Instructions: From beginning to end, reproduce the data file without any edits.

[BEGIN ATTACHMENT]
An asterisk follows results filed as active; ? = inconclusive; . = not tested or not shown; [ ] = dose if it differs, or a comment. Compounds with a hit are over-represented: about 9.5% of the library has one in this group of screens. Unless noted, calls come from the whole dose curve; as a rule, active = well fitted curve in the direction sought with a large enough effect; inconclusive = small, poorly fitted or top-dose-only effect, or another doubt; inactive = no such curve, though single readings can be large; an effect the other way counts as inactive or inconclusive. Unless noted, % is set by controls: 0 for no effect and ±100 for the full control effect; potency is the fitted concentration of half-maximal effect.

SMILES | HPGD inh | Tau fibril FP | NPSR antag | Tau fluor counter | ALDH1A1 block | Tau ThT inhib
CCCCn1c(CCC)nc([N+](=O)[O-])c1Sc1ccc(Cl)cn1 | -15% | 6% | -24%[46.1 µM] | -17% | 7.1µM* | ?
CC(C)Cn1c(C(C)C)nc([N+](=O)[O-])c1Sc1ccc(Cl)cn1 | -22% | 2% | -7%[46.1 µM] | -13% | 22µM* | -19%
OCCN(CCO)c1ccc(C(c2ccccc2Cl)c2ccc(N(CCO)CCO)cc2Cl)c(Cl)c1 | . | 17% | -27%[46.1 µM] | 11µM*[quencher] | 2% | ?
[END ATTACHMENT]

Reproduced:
An asterisk follows results filed as active; ? = inconclusive; . = not tested or not shown; [ ] = dose if it differs, or a comment. Compounds with a hit are over-represented: about 9.5% of the library has one in this group of screens. Unless noted, calls come from the whole dose curve; as a rule, active = well fitted curve in the direction sought with a large enough effect; inconclusive = small, poorly fitted or top-dose-only effect, or another doubt; inactive = no such curve, though single readings can be large; an effect the other way counts as inactive or inconclusive. Unless noted, % is set by controls: 0 for no effect and ±100 for the full control effect; potency is the fitted concentration of half-maximal effect.

SMILES | HPGD inh | Tau fibril FP | NPSR antag | Tau fluor counter | ALDH1A1 block | Tau ThT inhib
CCCCn1c(CCC)nc([N+](=O)[O-])c1Sc1ccc(Cl)cn1 | -15% | 6% | -24%[46.1 µM] | -17% | 7.1µM* | ?
CC(C)Cn1c(C(C)C)nc([N+](=O)[O-])c1Sc1ccc(Cl)cn1 | -22% | 2% | -7%[46.1 µM] | -13% | 22µM* | -19%
OCCN(CCO)c1ccc(C(c2ccccc2Cl)c2ccc(N(CCO)CCO)cc2Cl)c(Cl)c1 | . | 17% | -27%[46.1 µM] | 11µM*[quencher] | 2% | ?